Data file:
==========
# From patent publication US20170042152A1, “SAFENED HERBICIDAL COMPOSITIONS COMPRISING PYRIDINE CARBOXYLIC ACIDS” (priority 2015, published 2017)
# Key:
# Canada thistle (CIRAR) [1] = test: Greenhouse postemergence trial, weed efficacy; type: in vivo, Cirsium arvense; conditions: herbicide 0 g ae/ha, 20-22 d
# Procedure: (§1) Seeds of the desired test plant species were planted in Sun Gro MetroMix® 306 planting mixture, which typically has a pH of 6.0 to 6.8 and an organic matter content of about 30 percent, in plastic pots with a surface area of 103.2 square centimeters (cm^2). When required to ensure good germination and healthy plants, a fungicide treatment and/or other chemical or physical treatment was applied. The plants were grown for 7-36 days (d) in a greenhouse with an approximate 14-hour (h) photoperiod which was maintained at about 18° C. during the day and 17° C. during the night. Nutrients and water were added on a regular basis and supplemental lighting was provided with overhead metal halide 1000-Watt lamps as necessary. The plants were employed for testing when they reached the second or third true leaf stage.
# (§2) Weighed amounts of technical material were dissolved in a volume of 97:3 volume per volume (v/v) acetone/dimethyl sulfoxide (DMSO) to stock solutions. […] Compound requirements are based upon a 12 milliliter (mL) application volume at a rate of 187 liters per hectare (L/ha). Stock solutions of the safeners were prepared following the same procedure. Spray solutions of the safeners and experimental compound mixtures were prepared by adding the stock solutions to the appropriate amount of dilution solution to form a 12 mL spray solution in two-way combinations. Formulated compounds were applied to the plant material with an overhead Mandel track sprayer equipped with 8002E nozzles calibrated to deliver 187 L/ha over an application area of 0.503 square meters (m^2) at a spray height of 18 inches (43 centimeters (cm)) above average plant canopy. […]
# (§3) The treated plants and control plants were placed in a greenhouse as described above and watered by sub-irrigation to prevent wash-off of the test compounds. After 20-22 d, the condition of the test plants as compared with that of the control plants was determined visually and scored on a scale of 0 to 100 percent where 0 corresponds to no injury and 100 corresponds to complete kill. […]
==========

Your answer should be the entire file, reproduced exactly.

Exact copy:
# From patent publication US20170042152A1, “SAFENED HERBICIDAL COMPOSITIONS COMPRISING PYRIDINE CARBOXYLIC ACIDS” (priority 2015, published 2017)
# Key:
# Canada thistle (CIRAR) [1] = test: Greenhouse postemergence trial, weed efficacy; type: in vivo, Cirsium arvense; conditions: herbicide 0 g ae/ha, 20-22 d
# Procedure: (§1) Seeds of the desired test plant species were planted in Sun Gro MetroMix® 306 planting mixture, which typically has a pH of 6.0 to 6.8 and an organic matter content of about 30 percent, in plastic pots with a surface area of 103.2 square centimeters (cm^2). When required to ensure good germination and healthy plants, a fungicide treatment and/or other chemical or physical treatment was applied. The plants were grown for 7-36 days (d) in a greenhouse with an approximate 14-hour (h) photoperiod which was maintained at about 18° C. during the day and 17° C. during the night. Nutrients and water were added on a regular basis and supplemental lighting was provided with overhead metal halide 1000-Watt lamps as necessary. The plants were employed for testing when they reached the second or third true leaf stage.
# (§2) Weighed amounts of technical material were dissolved in a volume of 97:3 volume per volume (v/v) acetone/dimethyl sulfoxide (DMSO) to stock solutions. […] Compound requirements are based upon a 12 milliliter (mL) application volume at a rate of 187 liters per hectare (L/ha). Stock solutions of the safeners were prepared following the same procedure. Spray solutions of the safeners and experimental compound mixtures were prepared by adding the stock solutions to the appropriate amount of dilution solution to form a 12 mL spray solution in two-way combinations. Formulated compounds were applied to the plant material with an overhead Mandel track sprayer equipped with 8002E nozzles calibrated to deliver 187 L/ha over an application area of 0.503 square meters (m^2) at a spray height of 18 inches (43 centimeters (cm)) above average plant canopy. […]
# (§3) The treated plants and control plants were placed in a greenhouse as described above and watered by sub-irrigation to prevent wash-off of the test compounds. After 20-22 d, the condition of the test plants as compared with that of the control plants was determined visually and scored on a scale of 0 to 100 percent where 0 corresponds to no injury and 100 corresponds to complete kill. […]